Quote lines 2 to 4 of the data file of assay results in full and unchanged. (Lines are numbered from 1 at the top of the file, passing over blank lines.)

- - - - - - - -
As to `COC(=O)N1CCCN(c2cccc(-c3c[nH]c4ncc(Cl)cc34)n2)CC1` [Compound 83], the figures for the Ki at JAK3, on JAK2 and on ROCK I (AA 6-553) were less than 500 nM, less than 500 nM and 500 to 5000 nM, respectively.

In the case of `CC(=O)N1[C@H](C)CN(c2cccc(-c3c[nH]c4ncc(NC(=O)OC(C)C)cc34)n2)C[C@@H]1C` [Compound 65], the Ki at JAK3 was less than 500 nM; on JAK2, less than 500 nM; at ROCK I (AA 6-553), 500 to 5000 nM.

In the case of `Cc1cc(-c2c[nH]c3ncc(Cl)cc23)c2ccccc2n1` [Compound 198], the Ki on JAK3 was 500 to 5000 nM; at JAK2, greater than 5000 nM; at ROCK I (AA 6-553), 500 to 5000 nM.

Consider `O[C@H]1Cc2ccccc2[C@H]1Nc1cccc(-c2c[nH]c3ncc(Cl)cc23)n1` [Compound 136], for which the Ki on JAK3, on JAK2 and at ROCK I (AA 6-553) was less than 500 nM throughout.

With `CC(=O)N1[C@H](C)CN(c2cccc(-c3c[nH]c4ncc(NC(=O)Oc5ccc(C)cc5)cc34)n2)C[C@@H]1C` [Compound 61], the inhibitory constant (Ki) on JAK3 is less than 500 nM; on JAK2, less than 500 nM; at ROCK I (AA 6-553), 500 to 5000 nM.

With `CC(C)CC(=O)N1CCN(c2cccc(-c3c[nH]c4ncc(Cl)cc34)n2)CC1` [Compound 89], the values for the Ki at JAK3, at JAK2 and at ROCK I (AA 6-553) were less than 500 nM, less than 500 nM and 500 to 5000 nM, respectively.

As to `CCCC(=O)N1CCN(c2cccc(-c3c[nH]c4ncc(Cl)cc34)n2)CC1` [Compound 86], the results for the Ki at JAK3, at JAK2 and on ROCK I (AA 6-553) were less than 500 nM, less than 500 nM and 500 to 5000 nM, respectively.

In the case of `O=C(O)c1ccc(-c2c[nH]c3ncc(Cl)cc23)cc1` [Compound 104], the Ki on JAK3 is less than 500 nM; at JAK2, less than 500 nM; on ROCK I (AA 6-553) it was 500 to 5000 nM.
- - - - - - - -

In the case of `CC(=O)N1[C@H](C)CN(c2cccc(-c3c[nH]c4ncc(NC(=O)OC(C)C)cc34)n2)C[C@@H]1C` [Compound 65], the Ki at JAK3 was less than 500 nM; on JAK2, less than 500 nM; at ROCK I (AA 6-553), 500 to 5000 nM.

In the case of `Cc1cc(-c2c[nH]c3ncc(Cl)cc23)c2ccccc2n1` [Compound 198], the Ki on JAK3 was 500 to 5000 nM; at JAK2, greater than 5000 nM; at ROCK I (AA 6-553), 500 to 5000 nM.

Consider `O[C@H]1Cc2ccccc2[C@H]1Nc1cccc(-c2c[nH]c3ncc(Cl)cc23)n1` [Compound 136], for which the Ki on JAK3, on JAK2 and at ROCK I (AA 6-553) was less than 500 nM throughout.